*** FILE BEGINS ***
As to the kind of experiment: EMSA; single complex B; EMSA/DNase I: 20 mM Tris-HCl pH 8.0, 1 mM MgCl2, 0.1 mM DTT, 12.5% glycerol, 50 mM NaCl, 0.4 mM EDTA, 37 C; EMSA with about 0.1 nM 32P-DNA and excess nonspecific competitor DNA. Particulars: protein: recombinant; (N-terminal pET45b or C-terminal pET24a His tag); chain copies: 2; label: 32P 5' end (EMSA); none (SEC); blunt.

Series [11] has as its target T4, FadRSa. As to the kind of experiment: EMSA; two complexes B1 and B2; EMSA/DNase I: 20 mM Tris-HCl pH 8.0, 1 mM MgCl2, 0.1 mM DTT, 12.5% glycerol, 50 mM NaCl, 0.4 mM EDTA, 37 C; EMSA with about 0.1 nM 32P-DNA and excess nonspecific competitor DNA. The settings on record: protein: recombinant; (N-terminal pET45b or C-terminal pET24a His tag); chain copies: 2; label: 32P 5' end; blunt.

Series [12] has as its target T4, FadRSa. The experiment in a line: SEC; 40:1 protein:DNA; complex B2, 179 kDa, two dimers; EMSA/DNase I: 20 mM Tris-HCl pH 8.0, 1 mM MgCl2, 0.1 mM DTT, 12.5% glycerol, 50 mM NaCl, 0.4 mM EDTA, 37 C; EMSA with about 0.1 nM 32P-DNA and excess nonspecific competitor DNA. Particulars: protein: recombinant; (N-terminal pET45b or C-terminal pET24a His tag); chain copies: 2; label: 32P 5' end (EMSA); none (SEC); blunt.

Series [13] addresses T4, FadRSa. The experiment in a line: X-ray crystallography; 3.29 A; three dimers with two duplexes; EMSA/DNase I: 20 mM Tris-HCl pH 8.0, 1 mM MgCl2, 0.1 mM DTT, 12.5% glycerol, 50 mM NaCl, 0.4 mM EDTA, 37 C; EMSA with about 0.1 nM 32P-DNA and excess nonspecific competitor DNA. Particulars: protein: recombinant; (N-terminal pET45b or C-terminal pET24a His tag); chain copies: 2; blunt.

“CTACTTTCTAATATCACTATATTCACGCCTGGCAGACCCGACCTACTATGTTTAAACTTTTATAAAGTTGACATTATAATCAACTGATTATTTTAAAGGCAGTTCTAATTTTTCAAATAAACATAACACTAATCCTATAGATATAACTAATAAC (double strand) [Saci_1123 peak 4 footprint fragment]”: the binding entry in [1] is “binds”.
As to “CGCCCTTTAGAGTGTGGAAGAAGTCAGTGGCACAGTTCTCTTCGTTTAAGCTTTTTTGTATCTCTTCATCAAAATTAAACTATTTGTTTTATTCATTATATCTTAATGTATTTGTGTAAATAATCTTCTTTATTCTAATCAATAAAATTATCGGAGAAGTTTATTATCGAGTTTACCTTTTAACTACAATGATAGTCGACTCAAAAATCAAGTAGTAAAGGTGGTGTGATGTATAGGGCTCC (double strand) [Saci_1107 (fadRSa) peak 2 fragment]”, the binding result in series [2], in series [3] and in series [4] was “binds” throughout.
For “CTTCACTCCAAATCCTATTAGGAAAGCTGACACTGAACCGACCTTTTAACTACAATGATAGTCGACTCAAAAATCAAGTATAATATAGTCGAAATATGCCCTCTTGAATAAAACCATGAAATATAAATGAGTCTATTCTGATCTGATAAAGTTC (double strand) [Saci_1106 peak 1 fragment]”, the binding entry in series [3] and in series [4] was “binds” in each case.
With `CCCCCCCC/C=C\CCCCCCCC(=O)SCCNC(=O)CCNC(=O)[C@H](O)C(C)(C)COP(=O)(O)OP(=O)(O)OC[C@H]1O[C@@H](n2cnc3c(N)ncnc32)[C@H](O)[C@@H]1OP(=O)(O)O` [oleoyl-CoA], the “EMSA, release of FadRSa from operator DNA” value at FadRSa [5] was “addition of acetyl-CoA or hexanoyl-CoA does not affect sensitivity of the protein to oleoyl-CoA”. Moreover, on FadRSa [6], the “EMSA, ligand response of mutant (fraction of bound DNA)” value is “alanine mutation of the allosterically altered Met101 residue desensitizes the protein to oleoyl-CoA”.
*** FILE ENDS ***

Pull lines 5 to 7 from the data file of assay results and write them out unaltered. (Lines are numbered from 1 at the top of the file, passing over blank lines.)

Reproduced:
“CTACTTTCTAATATCACTATATTCACGCCTGGCAGACCCGACCTACTATGTTTAAACTTTTATAAAGTTGACATTATAATCAACTGATTATTTTAAAGGCAGTTCTAATTTTTCAAATAAACATAACACTAATCCTATAGATATAACTAATAAC (double strand) [Saci_1123 peak 4 footprint fragment]”: the binding entry in [1] is “binds”.
As to “CGCCCTTTAGAGTGTGGAAGAAGTCAGTGGCACAGTTCTCTTCGTTTAAGCTTTTTTGTATCTCTTCATCAAAATTAAACTATTTGTTTTATTCATTATATCTTAATGTATTTGTGTAAATAATCTTCTTTATTCTAATCAATAAAATTATCGGAGAAGTTTATTATCGAGTTTACCTTTTAACTACAATGATAGTCGACTCAAAAATCAAGTAGTAAAGGTGGTGTGATGTATAGGGCTCC (double strand) [Saci_1107 (fadRSa) peak 2 fragment]”, the binding result in series [2], in series [3] and in series [4] was “binds” throughout.
For “CTTCACTCCAAATCCTATTAGGAAAGCTGACACTGAACCGACCTTTTAACTACAATGATAGTCGACTCAAAAATCAAGTATAATATAGTCGAAATATGCCCTCTTGAATAAAACCATGAAATATAAATGAGTCTATTCTGATCTGATAAAGTTC (double strand) [Saci_1106 peak 1 fragment]”, the binding entry in series [3] and in series [4] was “binds” in each case.